EU approves €120 million plan to roll out free Wi-Fi

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The European Parliament has voted through legislation that will see free Wi-Fi being rolled out to local communities across the EU.

The WiFi4EU initiative, worth €120 million, will provide high-speed internet access to between 6,000 and 8,000 local communities by 2020.

The funding will cover equipment and installation costs for internet access points. The local authority will pay for the subscription and maintenance of the access point, as well as set up the network.

It will be administered through a voucher scheme, where municipalities will be able to apply on a first-come first-served basis for funding. Every member state of the EU will receive vouchers.

The European Commission expects to award the first 1,000 vouchers by early 2018.

Users will be able to access all hotspots across the continent after a single registration. The roll-out is intended to target areas where comparable public hotspots are not available.

Mariya Gabriel, Commissioner for Digital Economy and Society, said: “WiFi4EU initiative will give to all European citizens from around the continent the opportunity to exchange ideas, dream and build their common future together.”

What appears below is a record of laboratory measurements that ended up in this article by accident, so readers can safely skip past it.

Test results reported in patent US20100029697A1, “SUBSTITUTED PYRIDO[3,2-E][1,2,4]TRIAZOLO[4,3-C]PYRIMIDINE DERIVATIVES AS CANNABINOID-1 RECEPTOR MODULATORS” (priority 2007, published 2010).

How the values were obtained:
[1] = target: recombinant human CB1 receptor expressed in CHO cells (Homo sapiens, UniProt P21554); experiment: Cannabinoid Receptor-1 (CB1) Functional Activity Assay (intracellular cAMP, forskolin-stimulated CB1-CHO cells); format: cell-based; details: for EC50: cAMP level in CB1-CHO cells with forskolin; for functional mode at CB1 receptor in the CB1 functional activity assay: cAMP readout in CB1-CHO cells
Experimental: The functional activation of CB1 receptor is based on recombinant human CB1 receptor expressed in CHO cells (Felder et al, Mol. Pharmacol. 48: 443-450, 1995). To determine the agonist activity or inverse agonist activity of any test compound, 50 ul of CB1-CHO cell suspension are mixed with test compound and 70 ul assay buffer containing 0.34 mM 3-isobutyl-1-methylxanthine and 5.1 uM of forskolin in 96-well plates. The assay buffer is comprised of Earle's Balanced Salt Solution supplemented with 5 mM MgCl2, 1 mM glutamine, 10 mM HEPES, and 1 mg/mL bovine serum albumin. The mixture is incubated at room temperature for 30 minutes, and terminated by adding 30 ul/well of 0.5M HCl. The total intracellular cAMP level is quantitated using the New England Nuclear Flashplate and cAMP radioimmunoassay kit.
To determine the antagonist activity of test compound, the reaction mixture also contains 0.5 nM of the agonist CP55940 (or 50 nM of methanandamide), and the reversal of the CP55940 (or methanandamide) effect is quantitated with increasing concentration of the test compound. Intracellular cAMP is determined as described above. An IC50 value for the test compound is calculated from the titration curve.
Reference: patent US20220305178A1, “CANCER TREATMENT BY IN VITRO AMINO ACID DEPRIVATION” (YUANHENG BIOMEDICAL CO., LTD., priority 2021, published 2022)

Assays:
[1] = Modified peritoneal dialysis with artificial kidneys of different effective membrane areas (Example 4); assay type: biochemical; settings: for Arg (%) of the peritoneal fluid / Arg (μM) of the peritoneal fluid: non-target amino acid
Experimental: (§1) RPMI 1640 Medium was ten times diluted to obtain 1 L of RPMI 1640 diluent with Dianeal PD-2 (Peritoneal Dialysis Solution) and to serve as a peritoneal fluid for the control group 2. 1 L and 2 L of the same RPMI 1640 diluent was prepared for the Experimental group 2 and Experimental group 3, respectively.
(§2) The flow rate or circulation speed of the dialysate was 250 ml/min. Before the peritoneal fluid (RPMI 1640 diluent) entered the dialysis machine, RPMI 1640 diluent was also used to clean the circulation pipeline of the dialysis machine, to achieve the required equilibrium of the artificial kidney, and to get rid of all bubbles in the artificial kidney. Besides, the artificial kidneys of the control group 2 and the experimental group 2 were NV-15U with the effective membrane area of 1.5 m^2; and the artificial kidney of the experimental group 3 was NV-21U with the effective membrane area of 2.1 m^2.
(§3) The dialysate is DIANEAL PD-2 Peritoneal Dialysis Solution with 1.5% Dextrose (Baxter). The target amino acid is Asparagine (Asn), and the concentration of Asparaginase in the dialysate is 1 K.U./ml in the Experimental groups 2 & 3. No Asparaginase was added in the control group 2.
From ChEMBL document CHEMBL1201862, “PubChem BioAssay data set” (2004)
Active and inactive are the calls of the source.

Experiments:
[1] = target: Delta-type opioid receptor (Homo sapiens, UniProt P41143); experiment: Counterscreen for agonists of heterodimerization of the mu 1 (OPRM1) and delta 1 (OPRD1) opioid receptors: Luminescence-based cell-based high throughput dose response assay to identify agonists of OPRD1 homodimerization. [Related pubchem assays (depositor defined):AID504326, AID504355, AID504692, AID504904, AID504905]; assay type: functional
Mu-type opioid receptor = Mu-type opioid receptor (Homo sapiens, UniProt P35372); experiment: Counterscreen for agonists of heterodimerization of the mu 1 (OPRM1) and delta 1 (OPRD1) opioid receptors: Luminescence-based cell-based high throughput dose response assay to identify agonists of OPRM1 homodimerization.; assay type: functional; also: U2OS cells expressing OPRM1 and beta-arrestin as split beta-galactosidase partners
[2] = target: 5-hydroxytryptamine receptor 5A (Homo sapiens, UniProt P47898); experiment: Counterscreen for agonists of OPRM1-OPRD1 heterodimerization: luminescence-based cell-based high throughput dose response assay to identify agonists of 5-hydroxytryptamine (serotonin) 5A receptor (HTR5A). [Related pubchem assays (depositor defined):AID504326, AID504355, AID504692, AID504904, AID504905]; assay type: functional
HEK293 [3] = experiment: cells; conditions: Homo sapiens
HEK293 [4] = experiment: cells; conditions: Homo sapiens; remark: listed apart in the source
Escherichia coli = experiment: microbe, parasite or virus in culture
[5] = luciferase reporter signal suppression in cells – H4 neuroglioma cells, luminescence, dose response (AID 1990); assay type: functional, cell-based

The project was first announced in the 2016 State of the Union address by European Commissioner Jean-Claude Juncker.

The pledge came alongside the unveiling of a 5G Action Plan, which will work to address availability of spectrum and provide funding to bring 5G to one city in each EU country by 2020.

In April, the EU pledged more than €50 billion to speed up the development of "priority" standards for 5G and cybersecurity, as well as to accelerate the digitisation of the continent.

In March, it agreed to coordinate the use of the ultra-high frequency (470-790MHz) spectrum band for wireless communications as it looks towards 5G deployment.